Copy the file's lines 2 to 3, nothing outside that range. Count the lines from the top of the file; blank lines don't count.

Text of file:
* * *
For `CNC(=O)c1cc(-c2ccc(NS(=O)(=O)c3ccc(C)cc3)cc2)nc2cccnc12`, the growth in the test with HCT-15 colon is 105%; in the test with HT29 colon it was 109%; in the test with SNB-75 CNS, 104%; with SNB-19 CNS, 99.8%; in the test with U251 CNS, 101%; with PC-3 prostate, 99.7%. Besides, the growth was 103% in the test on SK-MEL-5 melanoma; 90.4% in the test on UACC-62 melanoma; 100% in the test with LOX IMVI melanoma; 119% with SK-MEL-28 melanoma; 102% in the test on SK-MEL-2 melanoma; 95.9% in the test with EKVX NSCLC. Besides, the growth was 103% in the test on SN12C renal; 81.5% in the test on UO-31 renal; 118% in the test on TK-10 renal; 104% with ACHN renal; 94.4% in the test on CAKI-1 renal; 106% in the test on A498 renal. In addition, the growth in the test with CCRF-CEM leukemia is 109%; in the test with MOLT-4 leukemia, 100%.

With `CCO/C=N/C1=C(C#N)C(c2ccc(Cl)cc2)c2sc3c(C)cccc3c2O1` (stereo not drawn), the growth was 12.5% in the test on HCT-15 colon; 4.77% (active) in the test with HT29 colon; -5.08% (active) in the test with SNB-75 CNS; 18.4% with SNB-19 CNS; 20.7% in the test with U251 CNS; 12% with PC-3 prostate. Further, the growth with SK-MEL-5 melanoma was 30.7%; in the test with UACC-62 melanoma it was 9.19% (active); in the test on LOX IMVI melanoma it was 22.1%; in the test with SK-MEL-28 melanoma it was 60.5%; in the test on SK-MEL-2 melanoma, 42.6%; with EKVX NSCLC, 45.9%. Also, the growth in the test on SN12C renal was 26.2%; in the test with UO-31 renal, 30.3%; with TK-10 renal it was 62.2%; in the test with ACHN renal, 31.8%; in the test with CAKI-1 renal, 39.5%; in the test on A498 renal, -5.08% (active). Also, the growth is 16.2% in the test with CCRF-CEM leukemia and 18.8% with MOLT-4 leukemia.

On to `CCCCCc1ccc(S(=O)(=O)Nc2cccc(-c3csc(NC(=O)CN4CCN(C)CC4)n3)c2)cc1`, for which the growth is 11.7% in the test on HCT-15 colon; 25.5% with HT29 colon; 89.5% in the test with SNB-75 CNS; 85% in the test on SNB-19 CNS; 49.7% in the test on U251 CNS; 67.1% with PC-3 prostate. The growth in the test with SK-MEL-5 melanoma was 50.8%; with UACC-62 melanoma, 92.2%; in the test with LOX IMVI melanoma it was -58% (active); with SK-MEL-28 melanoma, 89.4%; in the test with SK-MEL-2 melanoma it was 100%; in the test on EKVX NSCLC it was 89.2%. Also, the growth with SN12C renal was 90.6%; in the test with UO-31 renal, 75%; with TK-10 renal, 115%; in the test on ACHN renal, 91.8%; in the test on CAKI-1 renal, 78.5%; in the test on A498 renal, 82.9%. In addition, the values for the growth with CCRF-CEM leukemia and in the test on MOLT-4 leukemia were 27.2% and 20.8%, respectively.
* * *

With `CCO/C=N/C1=C(C#N)C(c2ccc(Cl)cc2)c2sc3c(C)cccc3c2O1` (stereo not drawn), the growth was 12.5% in the test on HCT-15 colon; 4.77% (active) in the test with HT29 colon; -5.08% (active) in the test with SNB-75 CNS; 18.4% with SNB-19 CNS; 20.7% in the test with U251 CNS; 12% with PC-3 prostate. Further, the growth with SK-MEL-5 melanoma was 30.7%; in the test with UACC-62 melanoma it was 9.19% (active); in the test on LOX IMVI melanoma it was 22.1%; in the test with SK-MEL-28 melanoma it was 60.5%; in the test on SK-MEL-2 melanoma, 42.6%; with EKVX NSCLC, 45.9%. Also, the growth in the test on SN12C renal was 26.2%; in the test with UO-31 renal, 30.3%; with TK-10 renal it was 62.2%; in the test with ACHN renal, 31.8%; in the test with CAKI-1 renal, 39.5%; in the test on A498 renal, -5.08% (active). Also, the growth is 16.2% in the test with CCRF-CEM leukemia and 18.8% with MOLT-4 leukemia.

On to `CCCCCc1ccc(S(=O)(=O)Nc2cccc(-c3csc(NC(=O)CN4CCN(C)CC4)n3)c2)cc1`, for which the growth is 11.7% in the test on HCT-15 colon; 25.5% with HT29 colon; 89.5% in the test with SNB-75 CNS; 85% in the test on SNB-19 CNS; 49.7% in the test on U251 CNS; 67.1% with PC-3 prostate. The growth in the test with SK-MEL-5 melanoma was 50.8%; with UACC-62 melanoma, 92.2%; in the test with LOX IMVI melanoma it was -58% (active); with SK-MEL-28 melanoma, 89.4%; in the test with SK-MEL-2 melanoma it was 100%; in the test on EKVX NSCLC it was 89.2%. Also, the growth with SN12C renal was 90.6%; in the test with UO-31 renal, 75%; with TK-10 renal, 115%; in the test on ACHN renal, 91.8%; in the test on CAKI-1 renal, 78.5%; in the test on A498 renal, 82.9%. In addition, the values for the growth with CCRF-CEM leukemia and in the test on MOLT-4 leukemia were 27.2% and 20.8%, respectively.